19 Responses to SUSY 2012

  1. Anthony says:

    There are also more new ATLAS results here: This includes 10 new CONF notes, 8 of which are with 8 TeV data.

    Is there anywhere we can find the slides from SUSY12? I haven’t found them on the main page for the conference and I haven’t yet managed to find anything on Indico for the conference.

  2. This two-gamma excess is interesting. My own identification for Higgs like state – which I dare see as final;-) – is as a pseudoscalar (PS). The action responsible for decays would be the interaction term in gauged kinetic term of action for PS and a linear coupling to electroweak instanton density.

    The electromagnetic part of instanton term could be responsible for the production of PSs in strong non-orthogonal electric and magnetic fields. Instanton term would induce anomalously high production of gamma pairs and also Z and W pairs. The production rate for gamma pairs would be about 1.6 times higher than in standard model if one directly scales from the case of ordinary pion.

    The counterpart of Higgs mechanism gives mass for weak gauge bosons but not for fermions receiving the dominant contribution to their masses by p-adic thermodynamics. PS VEV is induced by potential containing only a non-tachyonic mass squared term and linear instanton term but no phi^4 term. Fermions would no have direct coupling to the pion: this would save from from the hierarchy problem so that there is no motivation for standard SUSY in TGD. As a matter fact, the progress in the understanding of field equations of TGD demonstrated that although SUSY is replaced with infinite-D super-conformal symmetry standard SUSY does not have any TGD counterpart: clear also from the fact that Majorana spinors are not possible in M^4xCP_2.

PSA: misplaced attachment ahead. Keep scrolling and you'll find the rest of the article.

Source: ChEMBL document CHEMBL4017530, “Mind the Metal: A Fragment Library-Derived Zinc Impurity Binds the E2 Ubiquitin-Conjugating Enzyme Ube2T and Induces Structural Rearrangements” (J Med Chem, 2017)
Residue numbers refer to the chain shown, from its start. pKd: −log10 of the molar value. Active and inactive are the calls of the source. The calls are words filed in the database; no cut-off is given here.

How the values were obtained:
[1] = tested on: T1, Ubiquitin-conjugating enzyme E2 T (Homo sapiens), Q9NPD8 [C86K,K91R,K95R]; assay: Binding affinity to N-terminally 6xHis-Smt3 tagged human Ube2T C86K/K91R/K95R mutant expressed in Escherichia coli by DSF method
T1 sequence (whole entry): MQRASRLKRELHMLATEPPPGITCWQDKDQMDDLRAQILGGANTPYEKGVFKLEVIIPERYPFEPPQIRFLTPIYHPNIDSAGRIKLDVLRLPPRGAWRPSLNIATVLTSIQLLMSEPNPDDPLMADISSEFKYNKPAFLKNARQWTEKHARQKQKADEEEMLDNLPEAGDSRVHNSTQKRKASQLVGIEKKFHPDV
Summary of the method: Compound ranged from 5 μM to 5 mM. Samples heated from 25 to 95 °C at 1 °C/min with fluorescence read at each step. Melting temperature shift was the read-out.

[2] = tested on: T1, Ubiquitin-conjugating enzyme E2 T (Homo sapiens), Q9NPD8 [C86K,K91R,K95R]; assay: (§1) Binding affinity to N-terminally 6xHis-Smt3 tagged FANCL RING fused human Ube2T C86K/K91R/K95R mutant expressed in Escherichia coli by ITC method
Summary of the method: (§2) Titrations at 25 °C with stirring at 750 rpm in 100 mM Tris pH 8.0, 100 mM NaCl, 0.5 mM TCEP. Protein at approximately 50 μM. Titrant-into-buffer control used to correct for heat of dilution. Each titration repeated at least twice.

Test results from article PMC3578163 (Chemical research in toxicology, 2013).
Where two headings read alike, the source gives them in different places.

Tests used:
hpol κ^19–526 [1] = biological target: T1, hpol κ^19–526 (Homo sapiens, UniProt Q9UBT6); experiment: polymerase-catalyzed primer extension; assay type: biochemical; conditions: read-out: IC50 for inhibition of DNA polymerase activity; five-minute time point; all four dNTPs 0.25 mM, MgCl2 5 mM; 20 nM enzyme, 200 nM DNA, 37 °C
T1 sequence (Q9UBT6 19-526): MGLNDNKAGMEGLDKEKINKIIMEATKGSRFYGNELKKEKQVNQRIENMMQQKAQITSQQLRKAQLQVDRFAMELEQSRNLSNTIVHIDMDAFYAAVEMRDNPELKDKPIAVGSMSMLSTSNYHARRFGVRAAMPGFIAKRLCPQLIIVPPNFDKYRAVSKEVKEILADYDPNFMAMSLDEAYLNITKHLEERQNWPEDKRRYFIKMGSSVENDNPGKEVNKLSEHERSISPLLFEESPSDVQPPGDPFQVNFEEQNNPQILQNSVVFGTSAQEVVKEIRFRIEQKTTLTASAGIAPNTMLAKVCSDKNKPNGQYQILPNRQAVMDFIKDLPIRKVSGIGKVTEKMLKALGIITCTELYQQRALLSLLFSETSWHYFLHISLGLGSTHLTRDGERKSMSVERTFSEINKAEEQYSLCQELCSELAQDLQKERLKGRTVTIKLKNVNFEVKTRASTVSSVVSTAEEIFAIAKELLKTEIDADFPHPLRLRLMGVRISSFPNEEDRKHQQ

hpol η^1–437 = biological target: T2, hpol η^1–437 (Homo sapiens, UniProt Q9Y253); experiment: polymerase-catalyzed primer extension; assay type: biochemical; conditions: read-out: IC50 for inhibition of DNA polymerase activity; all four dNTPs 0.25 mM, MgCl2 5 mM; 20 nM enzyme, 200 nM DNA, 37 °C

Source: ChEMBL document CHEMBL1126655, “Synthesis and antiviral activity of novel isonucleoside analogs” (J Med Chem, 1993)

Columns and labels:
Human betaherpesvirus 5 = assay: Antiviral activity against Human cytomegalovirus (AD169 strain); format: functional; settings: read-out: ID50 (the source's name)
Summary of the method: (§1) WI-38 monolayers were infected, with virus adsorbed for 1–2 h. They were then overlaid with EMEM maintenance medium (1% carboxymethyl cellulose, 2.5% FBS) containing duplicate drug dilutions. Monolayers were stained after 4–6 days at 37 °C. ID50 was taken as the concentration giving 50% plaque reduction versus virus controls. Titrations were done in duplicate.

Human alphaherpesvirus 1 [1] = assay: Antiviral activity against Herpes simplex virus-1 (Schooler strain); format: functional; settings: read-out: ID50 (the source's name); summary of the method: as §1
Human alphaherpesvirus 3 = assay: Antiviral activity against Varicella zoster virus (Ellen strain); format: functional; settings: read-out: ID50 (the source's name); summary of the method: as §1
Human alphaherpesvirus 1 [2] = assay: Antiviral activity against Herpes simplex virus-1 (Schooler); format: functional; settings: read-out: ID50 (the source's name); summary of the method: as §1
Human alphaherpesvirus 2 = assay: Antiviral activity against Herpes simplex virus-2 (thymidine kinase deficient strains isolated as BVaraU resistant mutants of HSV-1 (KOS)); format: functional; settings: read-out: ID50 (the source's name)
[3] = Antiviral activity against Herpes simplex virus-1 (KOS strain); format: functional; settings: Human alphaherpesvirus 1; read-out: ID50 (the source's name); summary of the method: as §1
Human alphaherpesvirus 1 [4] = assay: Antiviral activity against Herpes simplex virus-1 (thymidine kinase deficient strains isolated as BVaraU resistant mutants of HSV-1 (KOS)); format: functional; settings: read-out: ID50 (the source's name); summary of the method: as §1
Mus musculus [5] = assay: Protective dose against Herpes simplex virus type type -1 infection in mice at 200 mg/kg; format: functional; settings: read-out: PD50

PS has only single state surviving Higgs mechanism and cannot be the pion of M_89 hadron physics predicted by TGD. The identification is what I call Euclidian pion assignable to flux tube connecting throats of wormhole contact. W and Z combine to form the analog of Euclidian rho meson. In Euclidian regions of space-time instanton term is always non-vanishing but vanishes in Minkowskian regions (so that “Minkowskian” pion does not suffer Higgs mechanism). The states of Minkowskian pion are analogous to polarization states of 8-D gauge boson in CP_2 directions and there are only 3 of them since CP_2 projection for Minkowskian preferred extremals is 3-D at most.

    We will soon know whether the new particle decays to fermion pairs with the rate predicted by the standard model or not. I expect that it does not. Second prediction is genuine M_89 pion state around 140 GeV for which there are indications also from Fermi.

    See my blog article at and the longer article at .

  3. […] Gibbs, viz. viXra, segnala l’apertura della conferenza SUSY 2012 a Pechino: pare che non ci siano novità in arrivo per la supersimmetria, e qui no-news means bad-news. Al […]

  4. vmguptaphy says:

    A long time back, mathematics gave us a language where one can take multiple factors to account that result into a given action in nature. It was a victory over linguistic logic, that could basically establish one to one logic. One to one logic broke understanding of nature into pieces, and that is the reason we started with multiple theories.

    However, science took a turn, and made mathematics an absolute truth. The computation and manipulation using various operators became truth statements in themselves.